A BHS administrator then “expressed disapproval” to Kennedy, prompting him to post on Facebook: “I think I just might have been fired for praying.”

On September 17, 2015, the superintendent, Aaron Leavell, sent Kennedy a letter informing him of the district’s investigation into whether “District staff have appropriately complied” with the school board’s policy on “Religious-Related Activities and Practices.”

The District concluded its investigation stating that Kennedy violated its policy. The district also set forth new guidelines for Kennedy’s religious expression. Kennedy could “engage in religious activity, including prayer, so long as it does not interfere with job responsibilities,” the activity is “physically separate from any student activity, and students [are] not … allowed to join such activity.”

On October 14, 2015, Coach Kennedy sent a letter to Supt. Leavell and the school board informing them of his held religious belief that he is compelled to pray following each football game. He also formally requested a religious accommodation under Title VII to engage in a brief, quiet, solitary prayer at midfield at the conclusion of BHS games.

At his next football game, as instructed by the September 17 letter, Kennedy waited until the students began engaging in other conduct “physically separate” from him—namely, walking toward the stands to sing the post-game fight song. He then knelt at the 50-yard line, closed his eyes, and prayed a brief, quiet prayer.

While he was kneeling with his eyes closed, coaches and players from the opposing team, along with members of the public, decided to join him on the field and to kneel beside him.

Various media documented the gathering, as “media attention” regarding the district’s efforts to stop Kennedy’s prayer had by then “gained steam.”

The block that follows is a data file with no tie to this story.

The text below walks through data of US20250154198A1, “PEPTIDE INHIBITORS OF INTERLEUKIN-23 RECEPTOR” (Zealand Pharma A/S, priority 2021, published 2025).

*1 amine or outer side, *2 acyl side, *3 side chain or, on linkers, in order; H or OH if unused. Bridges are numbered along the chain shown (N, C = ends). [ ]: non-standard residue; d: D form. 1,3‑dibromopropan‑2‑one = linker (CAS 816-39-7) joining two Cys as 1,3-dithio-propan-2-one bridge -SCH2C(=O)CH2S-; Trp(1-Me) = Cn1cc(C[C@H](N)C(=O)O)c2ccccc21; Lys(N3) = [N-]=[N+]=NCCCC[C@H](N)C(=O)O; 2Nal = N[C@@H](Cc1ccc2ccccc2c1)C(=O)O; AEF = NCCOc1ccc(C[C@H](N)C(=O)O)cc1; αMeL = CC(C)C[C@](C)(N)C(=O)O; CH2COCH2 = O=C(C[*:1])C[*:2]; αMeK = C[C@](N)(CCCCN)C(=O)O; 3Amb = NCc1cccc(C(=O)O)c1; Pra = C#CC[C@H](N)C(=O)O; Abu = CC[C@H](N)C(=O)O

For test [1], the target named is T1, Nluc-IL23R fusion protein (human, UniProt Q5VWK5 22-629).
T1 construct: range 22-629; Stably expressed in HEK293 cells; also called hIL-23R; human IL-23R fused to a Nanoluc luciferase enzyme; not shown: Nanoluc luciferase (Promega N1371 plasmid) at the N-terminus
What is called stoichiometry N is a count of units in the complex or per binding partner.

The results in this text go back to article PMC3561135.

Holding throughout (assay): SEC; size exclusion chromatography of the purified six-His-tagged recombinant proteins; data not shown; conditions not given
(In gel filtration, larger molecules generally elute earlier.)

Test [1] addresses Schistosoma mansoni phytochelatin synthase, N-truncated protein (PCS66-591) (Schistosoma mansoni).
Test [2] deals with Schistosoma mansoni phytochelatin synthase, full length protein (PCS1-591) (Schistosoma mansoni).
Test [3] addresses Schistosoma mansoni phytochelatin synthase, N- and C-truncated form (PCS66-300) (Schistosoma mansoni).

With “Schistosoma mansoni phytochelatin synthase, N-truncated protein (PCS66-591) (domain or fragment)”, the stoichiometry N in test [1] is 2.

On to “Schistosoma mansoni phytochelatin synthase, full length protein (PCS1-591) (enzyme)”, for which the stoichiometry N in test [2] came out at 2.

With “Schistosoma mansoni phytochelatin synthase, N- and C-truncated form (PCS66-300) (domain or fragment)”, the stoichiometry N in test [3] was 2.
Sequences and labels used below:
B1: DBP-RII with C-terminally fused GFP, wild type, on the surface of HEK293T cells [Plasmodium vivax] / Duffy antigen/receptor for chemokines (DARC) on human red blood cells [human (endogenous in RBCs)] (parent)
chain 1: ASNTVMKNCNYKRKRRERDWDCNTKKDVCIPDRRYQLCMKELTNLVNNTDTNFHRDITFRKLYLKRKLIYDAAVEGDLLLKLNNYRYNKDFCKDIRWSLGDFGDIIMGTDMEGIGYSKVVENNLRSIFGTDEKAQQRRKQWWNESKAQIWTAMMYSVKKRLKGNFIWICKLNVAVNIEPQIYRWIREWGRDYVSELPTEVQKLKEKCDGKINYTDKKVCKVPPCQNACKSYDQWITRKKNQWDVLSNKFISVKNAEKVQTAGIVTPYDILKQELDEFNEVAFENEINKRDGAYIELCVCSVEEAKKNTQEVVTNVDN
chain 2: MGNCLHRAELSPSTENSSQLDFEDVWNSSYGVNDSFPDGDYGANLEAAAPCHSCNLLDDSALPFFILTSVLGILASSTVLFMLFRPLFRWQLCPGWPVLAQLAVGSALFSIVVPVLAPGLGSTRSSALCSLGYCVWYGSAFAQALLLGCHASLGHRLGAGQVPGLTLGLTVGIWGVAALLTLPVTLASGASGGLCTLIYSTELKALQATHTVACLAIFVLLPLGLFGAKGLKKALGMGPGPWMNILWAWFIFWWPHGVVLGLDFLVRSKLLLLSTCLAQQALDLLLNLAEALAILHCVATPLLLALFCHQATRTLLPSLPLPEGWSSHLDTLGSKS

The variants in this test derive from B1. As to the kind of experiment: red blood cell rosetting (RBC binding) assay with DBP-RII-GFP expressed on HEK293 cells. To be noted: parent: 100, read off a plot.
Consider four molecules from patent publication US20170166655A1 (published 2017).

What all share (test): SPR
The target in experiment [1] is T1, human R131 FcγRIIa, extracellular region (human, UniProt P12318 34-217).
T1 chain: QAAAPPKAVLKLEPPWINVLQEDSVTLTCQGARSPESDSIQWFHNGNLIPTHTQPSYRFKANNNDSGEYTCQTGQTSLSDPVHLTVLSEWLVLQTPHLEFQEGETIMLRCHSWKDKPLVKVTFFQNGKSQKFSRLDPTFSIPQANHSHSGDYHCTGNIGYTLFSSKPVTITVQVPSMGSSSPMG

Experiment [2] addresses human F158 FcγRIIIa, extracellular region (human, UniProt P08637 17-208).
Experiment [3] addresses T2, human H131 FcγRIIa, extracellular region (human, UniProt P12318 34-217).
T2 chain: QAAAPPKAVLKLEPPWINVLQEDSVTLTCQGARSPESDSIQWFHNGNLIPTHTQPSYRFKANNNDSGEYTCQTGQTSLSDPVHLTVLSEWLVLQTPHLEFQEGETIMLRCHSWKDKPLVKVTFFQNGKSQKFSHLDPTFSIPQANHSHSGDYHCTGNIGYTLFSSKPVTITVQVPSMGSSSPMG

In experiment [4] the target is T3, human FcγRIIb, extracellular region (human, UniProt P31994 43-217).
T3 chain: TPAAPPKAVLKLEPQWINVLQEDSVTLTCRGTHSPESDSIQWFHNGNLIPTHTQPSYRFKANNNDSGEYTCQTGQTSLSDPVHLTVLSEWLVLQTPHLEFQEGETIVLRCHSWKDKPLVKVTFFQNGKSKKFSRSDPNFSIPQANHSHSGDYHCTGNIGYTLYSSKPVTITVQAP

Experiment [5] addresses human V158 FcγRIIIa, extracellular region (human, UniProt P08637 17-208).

On October 23, 2015, the district prohibited Kennedy from engaging in any “demonstrative religious activity” that is “readily observable to (if not intended to be observed by) students and the attending public.” The district offered to “accommodate” Kennedy’s religious exercise by permitting him to pray in secret in a “private location within the school building, athletic facility[,] or press box.”

At the next game, Coach Kennedy knelt alone at the 50-yard line and bowed his head for a brief, quiet prayer. Two days later, the district placed Kennedy on paid administrative leave and prohibited him from “participating in any capacity in the BHS football program.”

In a public document entitled “Bremerton School District Statement and Q&A Regarding Assistant Football Coach Joe Kennedy,” the district stated that Kennedy “will not participate, in any capacity, in BHS football program activities” until he “affirms his intention to comply with the District’s directives.”

In November 2015, for the first time in Kennedy’s BHS coaching career, the district gave him a poor performance evaluation. The evaluation advised against rehiring Kennedy because he allegedly “failed to follow district policy” regarding religious expression and “failed to supervise student athletes after games.”

UPDATED 2:38 p.m., June 27, 2022: Added official statement from by Chris Reykdal, State Superintendent of the Washington Office of Superintendent of Public Instruction